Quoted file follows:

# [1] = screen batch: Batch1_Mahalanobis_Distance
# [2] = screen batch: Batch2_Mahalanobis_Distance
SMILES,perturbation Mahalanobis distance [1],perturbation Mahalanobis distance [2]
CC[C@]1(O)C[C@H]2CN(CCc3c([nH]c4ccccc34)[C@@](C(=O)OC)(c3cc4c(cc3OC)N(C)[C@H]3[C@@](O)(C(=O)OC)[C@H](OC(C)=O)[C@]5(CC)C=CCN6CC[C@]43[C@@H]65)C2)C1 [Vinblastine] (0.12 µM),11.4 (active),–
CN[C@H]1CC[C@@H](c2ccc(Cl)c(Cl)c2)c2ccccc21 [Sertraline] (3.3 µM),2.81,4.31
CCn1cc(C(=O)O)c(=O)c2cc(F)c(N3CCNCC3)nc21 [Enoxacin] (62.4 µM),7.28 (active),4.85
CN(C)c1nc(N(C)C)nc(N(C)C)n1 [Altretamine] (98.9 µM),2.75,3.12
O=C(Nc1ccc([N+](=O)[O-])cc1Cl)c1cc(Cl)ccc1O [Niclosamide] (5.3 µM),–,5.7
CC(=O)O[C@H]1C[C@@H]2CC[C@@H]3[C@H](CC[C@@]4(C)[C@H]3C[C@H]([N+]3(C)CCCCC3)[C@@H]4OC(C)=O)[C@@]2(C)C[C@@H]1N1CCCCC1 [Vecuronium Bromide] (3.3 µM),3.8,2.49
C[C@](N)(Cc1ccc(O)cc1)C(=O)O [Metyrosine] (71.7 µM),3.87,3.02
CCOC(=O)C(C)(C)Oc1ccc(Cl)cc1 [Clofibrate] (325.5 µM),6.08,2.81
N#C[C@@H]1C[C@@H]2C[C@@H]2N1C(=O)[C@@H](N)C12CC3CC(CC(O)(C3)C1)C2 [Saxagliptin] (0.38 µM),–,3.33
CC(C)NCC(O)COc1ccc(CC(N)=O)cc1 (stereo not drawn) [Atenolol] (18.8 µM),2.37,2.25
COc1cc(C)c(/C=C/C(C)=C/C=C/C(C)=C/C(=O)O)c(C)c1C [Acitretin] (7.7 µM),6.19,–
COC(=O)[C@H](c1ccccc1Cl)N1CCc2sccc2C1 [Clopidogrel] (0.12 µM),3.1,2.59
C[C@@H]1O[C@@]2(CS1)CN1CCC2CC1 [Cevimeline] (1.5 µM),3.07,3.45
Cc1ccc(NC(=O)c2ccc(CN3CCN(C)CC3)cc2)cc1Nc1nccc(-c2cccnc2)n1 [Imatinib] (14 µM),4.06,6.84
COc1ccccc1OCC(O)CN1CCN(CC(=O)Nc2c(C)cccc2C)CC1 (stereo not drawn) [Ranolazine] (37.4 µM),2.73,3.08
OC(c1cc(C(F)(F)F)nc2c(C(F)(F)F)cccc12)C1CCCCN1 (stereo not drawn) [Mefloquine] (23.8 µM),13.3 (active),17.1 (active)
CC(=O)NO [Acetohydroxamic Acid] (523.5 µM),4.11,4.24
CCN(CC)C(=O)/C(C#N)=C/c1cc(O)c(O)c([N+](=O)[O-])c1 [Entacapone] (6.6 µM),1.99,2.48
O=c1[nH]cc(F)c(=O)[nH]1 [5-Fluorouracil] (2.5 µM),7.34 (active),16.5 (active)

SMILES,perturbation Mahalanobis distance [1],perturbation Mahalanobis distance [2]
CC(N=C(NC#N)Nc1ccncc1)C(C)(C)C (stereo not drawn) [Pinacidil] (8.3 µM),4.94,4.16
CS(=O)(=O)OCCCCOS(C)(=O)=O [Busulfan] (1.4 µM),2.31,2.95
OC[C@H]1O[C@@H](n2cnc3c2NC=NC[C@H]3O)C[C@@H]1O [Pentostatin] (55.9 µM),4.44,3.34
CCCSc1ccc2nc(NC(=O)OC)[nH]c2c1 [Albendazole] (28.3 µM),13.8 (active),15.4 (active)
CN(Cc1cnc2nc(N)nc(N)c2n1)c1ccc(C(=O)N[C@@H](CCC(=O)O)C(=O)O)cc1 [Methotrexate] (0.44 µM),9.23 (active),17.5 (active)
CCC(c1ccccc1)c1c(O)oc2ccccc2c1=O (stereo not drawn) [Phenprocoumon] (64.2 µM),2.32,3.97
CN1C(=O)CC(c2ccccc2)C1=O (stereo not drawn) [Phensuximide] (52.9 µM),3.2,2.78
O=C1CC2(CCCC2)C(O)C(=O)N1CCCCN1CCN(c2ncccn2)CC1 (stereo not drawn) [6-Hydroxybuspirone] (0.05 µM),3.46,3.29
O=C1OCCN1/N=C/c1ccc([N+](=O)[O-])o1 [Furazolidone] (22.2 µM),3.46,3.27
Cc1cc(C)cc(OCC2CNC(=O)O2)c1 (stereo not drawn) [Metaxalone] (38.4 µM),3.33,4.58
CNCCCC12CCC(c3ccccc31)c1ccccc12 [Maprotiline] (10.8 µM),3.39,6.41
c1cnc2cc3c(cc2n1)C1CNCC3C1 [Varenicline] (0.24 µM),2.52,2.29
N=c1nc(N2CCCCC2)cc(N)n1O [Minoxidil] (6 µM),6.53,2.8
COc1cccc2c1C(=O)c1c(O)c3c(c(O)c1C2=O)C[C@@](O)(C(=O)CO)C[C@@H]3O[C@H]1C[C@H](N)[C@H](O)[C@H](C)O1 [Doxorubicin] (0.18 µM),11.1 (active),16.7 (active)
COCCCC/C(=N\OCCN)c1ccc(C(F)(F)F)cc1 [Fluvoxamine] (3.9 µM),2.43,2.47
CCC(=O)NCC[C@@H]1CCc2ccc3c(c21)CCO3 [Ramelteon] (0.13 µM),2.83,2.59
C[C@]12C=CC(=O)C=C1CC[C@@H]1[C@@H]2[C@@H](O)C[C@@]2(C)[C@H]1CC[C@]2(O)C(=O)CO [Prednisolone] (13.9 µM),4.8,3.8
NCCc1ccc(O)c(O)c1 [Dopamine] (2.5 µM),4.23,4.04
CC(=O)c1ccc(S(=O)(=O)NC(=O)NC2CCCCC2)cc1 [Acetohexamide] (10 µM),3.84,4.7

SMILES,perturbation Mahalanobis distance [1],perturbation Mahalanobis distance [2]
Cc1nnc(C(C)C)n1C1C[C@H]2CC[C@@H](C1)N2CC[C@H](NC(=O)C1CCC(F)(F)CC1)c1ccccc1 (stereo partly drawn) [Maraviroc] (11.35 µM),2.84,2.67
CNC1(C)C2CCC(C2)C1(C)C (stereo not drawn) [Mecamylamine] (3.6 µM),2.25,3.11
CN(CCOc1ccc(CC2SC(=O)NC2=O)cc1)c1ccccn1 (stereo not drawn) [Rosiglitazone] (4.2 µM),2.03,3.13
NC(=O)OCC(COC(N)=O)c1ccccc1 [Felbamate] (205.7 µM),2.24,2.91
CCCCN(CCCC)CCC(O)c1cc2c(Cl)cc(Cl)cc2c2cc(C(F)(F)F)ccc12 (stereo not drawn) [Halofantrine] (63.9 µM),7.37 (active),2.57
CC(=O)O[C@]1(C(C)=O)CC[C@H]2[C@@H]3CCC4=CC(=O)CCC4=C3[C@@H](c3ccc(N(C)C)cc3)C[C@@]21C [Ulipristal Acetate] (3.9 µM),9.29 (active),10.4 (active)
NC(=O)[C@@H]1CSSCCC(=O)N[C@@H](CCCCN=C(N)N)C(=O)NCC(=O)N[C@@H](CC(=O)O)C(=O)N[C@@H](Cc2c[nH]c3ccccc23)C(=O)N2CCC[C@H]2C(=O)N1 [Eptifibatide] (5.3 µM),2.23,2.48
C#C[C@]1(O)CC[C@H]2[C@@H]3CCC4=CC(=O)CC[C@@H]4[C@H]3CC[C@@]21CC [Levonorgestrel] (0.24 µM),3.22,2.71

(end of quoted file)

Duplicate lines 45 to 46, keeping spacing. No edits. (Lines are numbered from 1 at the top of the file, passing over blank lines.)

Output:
CNC1(C)C2CCC(C2)C1(C)C (stereo not drawn) [Mecamylamine] (3.6 µM),2.25,3.11
CN(CCOc1ccc(CC2SC(=O)NC2=O)cc1)c1ccccn1 (stereo not drawn) [Rosiglitazone] (4.2 µM),2.03,3.13